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I have "(22 - 'Invalid argument')" using nmap. I've googled and got https://seclists.org/nmap-dev/, but that is discussing IPv6 while I've got this error using IPv4. It makes no mention of IPv4, so why am I getting this weird error?

I entered:

$ nmap --send-eth --release-memory --nsock-engine=epoll --allports --fuzzy \
     --randomize-hosts --log-errors  --max-os-tries=9 -n --reason          \
     --append-output --scanflags=URGACKPSHRSTSYNFIN --max-retries=6        \
     --host-timeout=225s --stats-every=10m --ttl=255 --min-hostgroup=5 .   \
     --max-hostgroup=25 --max-rtt-timeout=60s --scan-delay=250ms .         \
     --max-scan-delay=25s --stats-every=1 -v5 -sT -sV -A -p 80-82          \
     0.18.0.0

And got this result:

Starting Nmap 7.70 ( https://nmap.org ) at 2019-01-17 16:05 CET
NSE: Loaded 148 scripts for scanning.
NSE: Script Pre-scanning.
NSE: Starting runlevel 1 (of 2) scan.
Initiating NSE at 16:05
Completed NSE at 16:05, 0.00s elapsed
NSE: Starting runlevel 2 (of 2) scan.
Initiating NSE at 16:05
Completed NSE at 16:05, 0.00s elapsed
Initiating Ping Scan at 16:05
Scanning 0.18.0.0 [2 ports]
Stats: 0:00:01 elapsed; 0 hosts completed (0 up), 1 undergoing Ping Scan
Ping Scan Timing: About 0.00% done
Strange read error from 0.18.0.0 (22 - 'Invalid argument')
Strange read error from 0.18.0.0 (22 - 'Invalid argument')
Completed Ping Scan at 16:05, 0.50s elapsed (1 total hosts)
NSE: Script Post-scanning.
NSE: Starting runlevel 1 (of 2) scan.
Initiating NSE at 16:05
Completed NSE at 16:05, 0.00s elapsed
NSE: Starting runlevel 2 (of 2) scan.
Initiating NSE at 16:05
Completed NSE at 16:05, 0.00s elapsed
Read data files from: /usr/bin/../share/nmap
Note: Host seems down. If it is really up, but blocking our ping probes, try -Pn
Nmap done: 1 IP address (0 hosts up) scanned in 1.46 seconds

When trying with less arguments nmap -p 80-82 0.18.0.0 got:

Starting Nmap 7.70 ( https://nmap.org ) at 2019-01-17 16:24 CET
Strange read error from 0.18.0.0 (22 - 'Invalid argument')
Strange read error from 0.18.0.0 (22 - 'Invalid argument')
Note: Host seems down. If it is really up, but blocking our ping probes, try -Pn
Nmap done: 1 IP address (0 hosts up) scanned in 0.12 seconds

When trying with ncat I got:

$ nc -vvv 0.18.0.0 80
0.18.0.0: inverse host lookup failed: Unknown host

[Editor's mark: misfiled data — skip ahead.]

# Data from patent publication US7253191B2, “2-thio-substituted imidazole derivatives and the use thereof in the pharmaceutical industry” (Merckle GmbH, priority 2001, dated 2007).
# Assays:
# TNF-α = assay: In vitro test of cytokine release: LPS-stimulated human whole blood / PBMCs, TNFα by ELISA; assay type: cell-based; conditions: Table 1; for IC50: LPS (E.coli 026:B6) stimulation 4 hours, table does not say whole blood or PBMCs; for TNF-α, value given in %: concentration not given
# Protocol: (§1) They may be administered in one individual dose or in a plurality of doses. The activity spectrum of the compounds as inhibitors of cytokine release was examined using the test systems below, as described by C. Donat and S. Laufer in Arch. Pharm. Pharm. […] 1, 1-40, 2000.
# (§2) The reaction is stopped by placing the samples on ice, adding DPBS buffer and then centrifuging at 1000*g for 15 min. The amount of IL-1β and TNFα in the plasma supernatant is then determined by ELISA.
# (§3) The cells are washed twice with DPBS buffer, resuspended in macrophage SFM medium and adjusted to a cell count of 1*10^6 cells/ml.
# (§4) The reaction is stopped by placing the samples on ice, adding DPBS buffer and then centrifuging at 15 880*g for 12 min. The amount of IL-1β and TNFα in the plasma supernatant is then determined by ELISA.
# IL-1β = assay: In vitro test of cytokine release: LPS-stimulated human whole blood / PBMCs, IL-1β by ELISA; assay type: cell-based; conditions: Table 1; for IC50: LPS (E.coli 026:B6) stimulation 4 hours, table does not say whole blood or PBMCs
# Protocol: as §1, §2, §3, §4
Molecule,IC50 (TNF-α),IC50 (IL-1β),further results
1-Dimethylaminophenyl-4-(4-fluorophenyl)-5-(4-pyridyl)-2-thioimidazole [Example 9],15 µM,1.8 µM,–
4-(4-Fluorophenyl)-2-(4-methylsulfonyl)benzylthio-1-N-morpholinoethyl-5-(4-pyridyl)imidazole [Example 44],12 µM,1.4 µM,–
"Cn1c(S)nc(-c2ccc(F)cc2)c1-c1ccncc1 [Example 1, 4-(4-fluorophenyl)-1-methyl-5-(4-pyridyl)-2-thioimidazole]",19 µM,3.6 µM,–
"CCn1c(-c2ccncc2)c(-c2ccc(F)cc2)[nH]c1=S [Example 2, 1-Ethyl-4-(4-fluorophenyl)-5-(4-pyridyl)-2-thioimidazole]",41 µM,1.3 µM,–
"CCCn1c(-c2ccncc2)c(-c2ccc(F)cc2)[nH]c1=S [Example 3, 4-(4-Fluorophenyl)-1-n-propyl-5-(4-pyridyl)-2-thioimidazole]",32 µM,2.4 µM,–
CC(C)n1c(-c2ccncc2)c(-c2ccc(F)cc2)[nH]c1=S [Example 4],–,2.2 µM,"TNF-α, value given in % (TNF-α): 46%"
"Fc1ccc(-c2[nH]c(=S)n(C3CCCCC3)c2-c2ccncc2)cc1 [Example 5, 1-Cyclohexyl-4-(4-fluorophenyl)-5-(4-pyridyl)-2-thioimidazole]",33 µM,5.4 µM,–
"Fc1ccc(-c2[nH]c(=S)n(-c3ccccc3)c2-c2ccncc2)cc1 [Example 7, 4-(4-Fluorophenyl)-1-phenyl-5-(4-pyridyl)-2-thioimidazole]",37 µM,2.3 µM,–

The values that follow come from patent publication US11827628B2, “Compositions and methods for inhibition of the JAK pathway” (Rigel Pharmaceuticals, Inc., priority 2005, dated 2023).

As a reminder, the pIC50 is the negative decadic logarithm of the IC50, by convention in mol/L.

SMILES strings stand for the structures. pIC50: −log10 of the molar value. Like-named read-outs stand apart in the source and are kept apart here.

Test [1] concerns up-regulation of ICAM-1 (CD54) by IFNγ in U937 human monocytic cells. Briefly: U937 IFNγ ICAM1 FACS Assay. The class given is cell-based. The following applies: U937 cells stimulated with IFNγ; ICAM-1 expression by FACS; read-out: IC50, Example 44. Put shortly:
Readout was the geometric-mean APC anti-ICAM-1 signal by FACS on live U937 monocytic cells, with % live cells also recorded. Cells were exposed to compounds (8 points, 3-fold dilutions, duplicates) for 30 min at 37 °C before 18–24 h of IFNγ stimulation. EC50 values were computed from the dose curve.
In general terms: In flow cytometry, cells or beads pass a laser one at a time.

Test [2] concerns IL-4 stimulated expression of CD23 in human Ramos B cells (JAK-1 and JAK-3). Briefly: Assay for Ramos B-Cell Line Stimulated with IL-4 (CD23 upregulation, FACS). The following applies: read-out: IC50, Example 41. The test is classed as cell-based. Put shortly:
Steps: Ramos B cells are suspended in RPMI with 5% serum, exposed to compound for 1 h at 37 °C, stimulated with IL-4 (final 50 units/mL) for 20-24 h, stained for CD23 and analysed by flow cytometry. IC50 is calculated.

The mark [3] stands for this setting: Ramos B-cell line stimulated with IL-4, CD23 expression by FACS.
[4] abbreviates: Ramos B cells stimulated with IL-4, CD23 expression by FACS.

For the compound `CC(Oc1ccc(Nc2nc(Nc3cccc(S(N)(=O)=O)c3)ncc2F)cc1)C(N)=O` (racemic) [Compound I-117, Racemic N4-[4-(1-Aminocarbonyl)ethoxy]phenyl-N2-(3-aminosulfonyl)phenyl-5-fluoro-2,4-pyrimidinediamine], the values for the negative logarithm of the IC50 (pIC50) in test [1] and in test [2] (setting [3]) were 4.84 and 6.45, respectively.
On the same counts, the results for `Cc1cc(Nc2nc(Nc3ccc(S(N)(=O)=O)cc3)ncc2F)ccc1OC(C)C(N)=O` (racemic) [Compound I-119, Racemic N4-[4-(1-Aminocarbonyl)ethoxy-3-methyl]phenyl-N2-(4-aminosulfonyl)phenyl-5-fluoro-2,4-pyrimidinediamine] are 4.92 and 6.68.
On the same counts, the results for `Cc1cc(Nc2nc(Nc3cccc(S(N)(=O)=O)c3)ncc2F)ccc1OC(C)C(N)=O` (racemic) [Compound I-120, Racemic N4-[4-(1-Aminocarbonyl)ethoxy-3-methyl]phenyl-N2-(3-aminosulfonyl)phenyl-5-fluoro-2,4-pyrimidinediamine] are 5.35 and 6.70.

(UNKNOWN) [0.18.0.0] 80 (http) : Invalid argument
 sent 0, rcvd 0

$ nc -vvv 0.18.0.0 81
0.18.0.0: inverse host lookup failed: Unknown host
(UNKNOWN) [0.18.0.0] 81 (hosts2-ns) : Invalid argument
 sent 0, rcvd 0

I still have "Invalid argument" but this time instead of 22 I got the post numbers and service:

80 (http)
81 (hosts2-ns)

This raises a few questions:

  1. Does the "Invalid argument" of ncat and nmap relate to the same thing ?
  2. How can I make nmap for informative instead of printing 22?
  3. How can I say that the remote port is really CLOSE'd or is it really OPEN'ed and rejecting because of the firewall?
2

Address 0.18.0.0 (resp. 0.0.0.0/8) is not allowed as a destination IP address by standard™:

From RFC 6890:

2.2.2. IPv4 Special-Purpose Address Registry Entries

Tables 1 though 16, below, represent entries with which IANA has
initially populated the IPv4 Special-Purpose Address Registry.

          +----------------------+----------------------------+
          | Attribute            | Value                      |
          +----------------------+----------------------------+
          | Address Block        | 0.0.0.0/8                  |
          | Name                 | "This host on this network"|
          | RFC                  | [RFC1122], Section 3.2.1.3 |
          | Allocation Date      | September 1981             |
          | Termination Date     | N/A                        |
          | Source               | True                       |
          | Destination          | False                      |
          | Forwardable          | False                      |
          | Global               | False                      |
          | Reserved-by-Protocol | True                       |
          +----------------------+----------------------------+

                Table 1: "This host on this network"

Thus 0.0.0.0/8 and hence 0.18.0.0 is no valid destination address, hence the kernel returns EINVALID on socket operations trying to use it as a destination.

Hint: You might want to use RFC 1918 addresses for your locally administered network.

  • Thank's for your reply. This was really helpfull but also a bit confusing. I'v read RFCs 1918 and 6890 and the following CIDR IPs are listed as unreachable 10.0.0.0/8 100.64.0.0/10 127.0.0.0/8 169.254.0.0/16 172.16.0.0/12 192.0.0.0/24 192.0.2.0/24 192.88.99.0/24 192.168.0.0/16 198.18.0.0/15 198.51.100.0/24 203.0.113.0/24 240.0.0.0/4 255.255.255.255/32 I'v tried to connect using nmap/ncat and succeeded on some of those which I consider as an error since that are supposed to be 'unreachable' thank's – user2901196 Jan 26 at 13:49
  • reachable 'unreachable' IPs 127.254.254.254 169.254.0.1 192.0.3.1 127.158.154.70 127.122.122.10 127.36.6.123 127.66.103.130 127.12.163.165 conclusions for tests were all wrong because those IPs aren't supposed to be This means: 1) RFCs are wrong : very unlikely 2) I'v misinterpreted the real meaning for those, that is I'v included IP ranges that are valid WITHIN the invalid IPs 3) those RFC were superseeded (invalidated by newer RFCs): April 2013 RFC6890, February 1996 RFC1918, as they are 5 and 22 yo resp. 4) the remote IPs sysadmins didn't follow RFCs thanks in advance – user2901196 Jan 26 at 14:00
  • "strange error" resolved reading RFC 6890 & 1918 thank's – user2901196 Feb 2 at 23:04

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